Lent II – Forgiveness and Awe

 

“You who fear the LORD, praise him!

All you offspring of Jacob, glorify him;

stand in awe of him, all you offspring of Israel.”

 

A couple of weeks ago I had the opportunity to talk at some length with a group of university students curious about the link between Christian spirituality and reconciliation. The basic question we were working with was this: What is it within the Christian tradition that serves as an impetus for resolving conflict? Other groups were having similar discussions related to other spiritual traditions.

One of the things that was the most provocative for my group was the idea of forgiveness. In particular, the words of Jesus on the cross, “Father forgive them, for they do not know what they are doing.” I tried to steer the conversation toward the lines about forgiveness in the Lord’s Prayer; I think those are more formative for Christians. However, it was the response of Jesus to his tormentors that grabbed the student’s attention. Why would he forgive in this situation? Would we do the same? Why would we go through the often long and difficult process of releasing our right to get even? It was not a short conversation.

The truth is that there is no short answer to questions like these. The ability to practice forgiveness in situations where it matters, just like the ability to work for peace where it matters, is the product of a whole ecosystem of beliefs, practices and unanticipated divine gifts. It is not the result of any one thing. In fact, the opening verses of the Psalm assigned for the second Sunday of Lent (Psalm 22.23ff) show an aspect of this we often overlook: a sense of awe.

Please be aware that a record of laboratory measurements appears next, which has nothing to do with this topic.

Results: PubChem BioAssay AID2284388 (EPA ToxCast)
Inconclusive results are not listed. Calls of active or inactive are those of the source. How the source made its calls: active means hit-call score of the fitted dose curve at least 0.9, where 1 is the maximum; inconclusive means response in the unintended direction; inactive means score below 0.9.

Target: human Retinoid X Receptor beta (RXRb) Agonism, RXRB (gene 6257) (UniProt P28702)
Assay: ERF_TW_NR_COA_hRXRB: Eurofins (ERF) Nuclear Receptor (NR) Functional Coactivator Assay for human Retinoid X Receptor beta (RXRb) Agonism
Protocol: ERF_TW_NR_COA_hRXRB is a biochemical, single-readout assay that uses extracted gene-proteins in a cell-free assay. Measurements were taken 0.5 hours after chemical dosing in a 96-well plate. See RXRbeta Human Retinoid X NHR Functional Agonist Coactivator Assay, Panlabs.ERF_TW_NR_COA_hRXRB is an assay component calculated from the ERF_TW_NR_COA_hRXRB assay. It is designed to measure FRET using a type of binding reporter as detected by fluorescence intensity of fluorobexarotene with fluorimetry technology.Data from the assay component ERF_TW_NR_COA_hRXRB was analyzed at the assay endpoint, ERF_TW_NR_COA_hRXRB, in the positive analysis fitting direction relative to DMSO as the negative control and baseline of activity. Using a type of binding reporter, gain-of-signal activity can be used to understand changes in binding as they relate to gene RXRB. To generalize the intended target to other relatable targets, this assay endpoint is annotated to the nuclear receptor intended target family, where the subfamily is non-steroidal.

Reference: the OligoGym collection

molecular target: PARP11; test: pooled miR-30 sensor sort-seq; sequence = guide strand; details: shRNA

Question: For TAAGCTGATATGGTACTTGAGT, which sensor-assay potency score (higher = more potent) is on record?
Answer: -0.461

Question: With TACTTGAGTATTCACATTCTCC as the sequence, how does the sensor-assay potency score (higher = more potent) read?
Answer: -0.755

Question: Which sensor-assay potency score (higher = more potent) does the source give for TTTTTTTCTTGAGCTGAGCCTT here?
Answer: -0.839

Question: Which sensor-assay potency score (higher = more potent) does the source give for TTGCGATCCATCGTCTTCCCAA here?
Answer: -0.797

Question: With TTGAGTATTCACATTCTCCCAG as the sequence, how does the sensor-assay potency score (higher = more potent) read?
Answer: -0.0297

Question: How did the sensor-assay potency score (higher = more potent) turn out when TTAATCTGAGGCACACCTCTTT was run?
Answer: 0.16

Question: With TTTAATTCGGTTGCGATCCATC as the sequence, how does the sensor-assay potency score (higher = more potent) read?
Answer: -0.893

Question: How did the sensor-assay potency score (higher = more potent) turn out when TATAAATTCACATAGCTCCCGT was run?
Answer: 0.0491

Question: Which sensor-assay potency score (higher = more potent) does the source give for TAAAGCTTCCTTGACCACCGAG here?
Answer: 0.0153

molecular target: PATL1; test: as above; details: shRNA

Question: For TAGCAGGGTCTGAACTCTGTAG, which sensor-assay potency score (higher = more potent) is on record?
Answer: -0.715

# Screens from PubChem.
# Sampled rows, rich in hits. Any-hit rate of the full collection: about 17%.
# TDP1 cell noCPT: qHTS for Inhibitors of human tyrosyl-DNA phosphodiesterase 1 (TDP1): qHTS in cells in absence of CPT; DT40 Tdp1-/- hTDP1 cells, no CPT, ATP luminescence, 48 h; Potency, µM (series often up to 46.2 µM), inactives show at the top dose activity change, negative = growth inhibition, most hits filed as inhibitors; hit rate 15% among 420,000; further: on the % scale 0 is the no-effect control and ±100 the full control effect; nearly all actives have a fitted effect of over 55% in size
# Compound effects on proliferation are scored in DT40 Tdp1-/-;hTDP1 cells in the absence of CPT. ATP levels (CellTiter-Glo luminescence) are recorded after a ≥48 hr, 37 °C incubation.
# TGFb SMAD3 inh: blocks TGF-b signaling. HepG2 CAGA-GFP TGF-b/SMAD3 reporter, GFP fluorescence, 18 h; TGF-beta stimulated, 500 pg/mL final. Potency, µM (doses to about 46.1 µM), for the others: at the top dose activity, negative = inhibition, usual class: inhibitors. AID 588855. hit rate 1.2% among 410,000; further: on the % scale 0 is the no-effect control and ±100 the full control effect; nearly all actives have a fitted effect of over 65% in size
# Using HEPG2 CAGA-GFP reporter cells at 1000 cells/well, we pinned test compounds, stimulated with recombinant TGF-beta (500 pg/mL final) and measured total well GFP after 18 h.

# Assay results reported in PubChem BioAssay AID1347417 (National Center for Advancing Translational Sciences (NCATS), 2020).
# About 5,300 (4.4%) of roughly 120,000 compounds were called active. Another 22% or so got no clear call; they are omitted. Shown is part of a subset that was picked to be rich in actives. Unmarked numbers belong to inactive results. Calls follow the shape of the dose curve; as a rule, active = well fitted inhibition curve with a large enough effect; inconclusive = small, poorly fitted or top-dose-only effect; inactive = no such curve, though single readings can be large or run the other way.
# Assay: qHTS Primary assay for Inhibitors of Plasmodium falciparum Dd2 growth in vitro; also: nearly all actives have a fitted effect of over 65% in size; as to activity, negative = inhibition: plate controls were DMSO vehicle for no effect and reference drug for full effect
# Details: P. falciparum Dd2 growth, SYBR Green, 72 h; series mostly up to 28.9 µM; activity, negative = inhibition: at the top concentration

The poet is in awe of God. I’m reminded of how some environmental theologians write that we should ‘behold’ the natural world, not just see it. Both of these ideas speak to the fact that we are small and frail creatures. I can’t help but wonder if the motivation for forgiveness and the motivation to pursue reconciliation is connected to this. When we are in awe of God and when we quietly and deeply recognize the intricacy of the world around us we are less apt to think we are the centre of things. This, I think, helps us see beyond revenge. If we can’t quite get to forgiveness or reconciliation this Lenten season, maybe we can cultivate a sense of being in awe of God. In the long run we might find that this creates an ecosystem in which forgiveness and reconciliation can grow.

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